It’s All About the Connection

 There is a connection that happens, which I cannot describe in any other way or with any other word. It’s a connection.
Like the kids from the neighborhood. You never forget the kids from the neighborhood. They know you in a different way and from a different time.
There is a connection that comes when people go through a process together. I have completed several programs and classes throughout my life. I have gone through different phases and changes. Throughout each, I have made life changing connections.

Last year, I was sent to a training course for my day job. I walked into the room, early as ever. I was tired and not looking forward to the long, dragged out class which seemed unnecessary, but still, I was there because my employer told me I had to be. I did not expect anyone to call my name and I certainly did not expect to enjoy the experience.
But I did.
There was a friend of mine I used to see in class when I was working towards my certifications to become an engineer. I liked him. We had a few laughs together. Tyrone was a good man. We had long talks and good times while undergoing a process that neither he nor I were comfortable with. We were working towards our ticket. They call it a ticket because this is a ticket to earn a better living. We both came into the union at the same time.

Other engineer’s would ask, “Did you get your ticket yet?”
As in a ticket to see the show; as in a ticket to reach the next level, as in, to earn status in the industry; as in you’re no longer an assistant or an apprentice or a helper, which is like peasantry. At last, you’re an engineer and at the top tier of the pay grade. “You got your ticket.” This means you can earn now.
Tyrone and I had helper’s gigs at the time we met. We had to study. We had to learn about heating, ventilation, and air conditioning. We had to endure the hazing from engineers that were less than kind and endure the abuse of chief engineers or assistant chief engineers that handed down crappy jobs with a smile and said things like, “Someone’s gotta do it!”

That was nearly two decades ago. I remember the struggles Tyrone went through with his jobsite. I remember what we used to talk about. I remember who I was then and I know who I am now.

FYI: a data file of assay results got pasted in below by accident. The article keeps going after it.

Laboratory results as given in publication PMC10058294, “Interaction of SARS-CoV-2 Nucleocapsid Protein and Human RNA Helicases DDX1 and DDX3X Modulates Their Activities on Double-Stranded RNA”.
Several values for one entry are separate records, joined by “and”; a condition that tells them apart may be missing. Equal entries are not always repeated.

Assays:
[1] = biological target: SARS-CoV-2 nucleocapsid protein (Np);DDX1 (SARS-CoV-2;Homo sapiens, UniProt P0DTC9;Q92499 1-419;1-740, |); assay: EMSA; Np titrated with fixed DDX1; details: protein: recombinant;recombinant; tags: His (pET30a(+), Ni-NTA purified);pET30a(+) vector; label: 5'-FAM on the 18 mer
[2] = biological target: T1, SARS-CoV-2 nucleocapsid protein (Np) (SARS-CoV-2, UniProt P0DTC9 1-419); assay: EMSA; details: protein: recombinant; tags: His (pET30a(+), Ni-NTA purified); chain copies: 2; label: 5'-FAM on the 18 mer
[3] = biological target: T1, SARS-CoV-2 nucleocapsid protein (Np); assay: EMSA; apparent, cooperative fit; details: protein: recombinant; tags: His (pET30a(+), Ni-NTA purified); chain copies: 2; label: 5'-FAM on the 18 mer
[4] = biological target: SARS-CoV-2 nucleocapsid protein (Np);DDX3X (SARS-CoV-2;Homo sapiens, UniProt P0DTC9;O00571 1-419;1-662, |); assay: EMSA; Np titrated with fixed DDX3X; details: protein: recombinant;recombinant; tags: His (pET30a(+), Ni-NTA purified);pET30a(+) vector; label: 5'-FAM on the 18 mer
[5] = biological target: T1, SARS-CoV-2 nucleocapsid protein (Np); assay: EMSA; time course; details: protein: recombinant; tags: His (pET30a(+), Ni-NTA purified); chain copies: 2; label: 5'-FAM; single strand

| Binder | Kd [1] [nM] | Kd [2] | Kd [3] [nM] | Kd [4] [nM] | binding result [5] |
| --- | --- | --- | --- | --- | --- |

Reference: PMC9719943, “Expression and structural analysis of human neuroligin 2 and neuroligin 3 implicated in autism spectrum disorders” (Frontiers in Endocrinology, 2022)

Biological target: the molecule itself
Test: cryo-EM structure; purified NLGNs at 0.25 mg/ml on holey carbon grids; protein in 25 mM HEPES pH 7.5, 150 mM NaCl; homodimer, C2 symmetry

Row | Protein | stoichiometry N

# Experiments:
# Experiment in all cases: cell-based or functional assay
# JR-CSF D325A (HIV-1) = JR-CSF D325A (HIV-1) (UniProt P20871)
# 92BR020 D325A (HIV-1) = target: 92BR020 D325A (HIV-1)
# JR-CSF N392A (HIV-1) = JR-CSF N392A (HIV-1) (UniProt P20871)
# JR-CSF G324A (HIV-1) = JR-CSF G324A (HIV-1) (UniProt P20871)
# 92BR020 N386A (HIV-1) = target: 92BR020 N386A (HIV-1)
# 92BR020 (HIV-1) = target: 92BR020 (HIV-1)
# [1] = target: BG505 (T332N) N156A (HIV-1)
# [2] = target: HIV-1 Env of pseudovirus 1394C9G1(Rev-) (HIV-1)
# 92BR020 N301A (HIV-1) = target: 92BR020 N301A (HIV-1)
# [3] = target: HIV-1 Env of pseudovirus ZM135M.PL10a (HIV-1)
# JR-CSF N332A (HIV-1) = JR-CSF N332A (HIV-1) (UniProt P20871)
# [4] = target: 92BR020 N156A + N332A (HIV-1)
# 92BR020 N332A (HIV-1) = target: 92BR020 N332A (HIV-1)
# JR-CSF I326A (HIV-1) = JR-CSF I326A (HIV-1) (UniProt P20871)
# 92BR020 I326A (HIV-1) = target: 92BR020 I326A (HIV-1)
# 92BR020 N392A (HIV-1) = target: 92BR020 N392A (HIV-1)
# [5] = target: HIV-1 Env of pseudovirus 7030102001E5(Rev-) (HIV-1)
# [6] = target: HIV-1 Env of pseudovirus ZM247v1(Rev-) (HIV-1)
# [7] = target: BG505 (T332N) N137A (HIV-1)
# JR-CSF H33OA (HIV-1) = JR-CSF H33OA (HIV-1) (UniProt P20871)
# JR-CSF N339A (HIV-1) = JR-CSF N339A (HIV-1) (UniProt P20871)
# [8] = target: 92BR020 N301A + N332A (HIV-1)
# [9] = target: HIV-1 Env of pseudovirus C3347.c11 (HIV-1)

It was good to see Tyrone. It was nice to see how he was and how far he has come. Neither he nor I were helpers anymore. We both grew some. We gained some experience. We have more certificates aside from just our ticket to be an operating engineer.
More accurately, we went through a process together that no one else would ever know about. We shared something together. We shared time, blood and sweat. We shared laughs that no one else would find humorous or understand. Safe to say, no one else will ever have this connection because our connection comes from a very special place.

I am home today. Back from San Diego. I was away for eight days on a coaching gig. There is no one else that can or will share this bond with me.
The only people that would know are the people I spent my time with.
I am tired now. My body is unsure of the time zone. I suppose it will take me a few days to get my bearings. I suppose the emotion I feel will settle in as well.
But for now, I feel an emotional high. I was able to establish a connection. This is meaningful to me. I can say I am the first to have coached a model of this kind. All parts fell into place perfectly. And me, well, today I have to be back in the swing of things so I will keep this quick and leave it here.

The connections we make are important. They mark the times in our life and define a process we went through.
With regard to treatment and wellness, there is no other connection like this. We lived together. We wept together. We felt and we changed. We realized our areas of improvement and where we need to improve more. There is intimacy here. There is depth.
I hold this very dearly and personally because just like that time I walked into a class and saw my friend Tyrone, it is nice to be out in the real world and see someone I went through a process with and feel like, “Hey, we made it!’

By the way, you would like my friend Tyrone. He was always a good kid. Always quick to make you laugh.
You would like my new friend from my time in the wellness model too. One of the smartest I have ever met. I look forward to seeing him grow.

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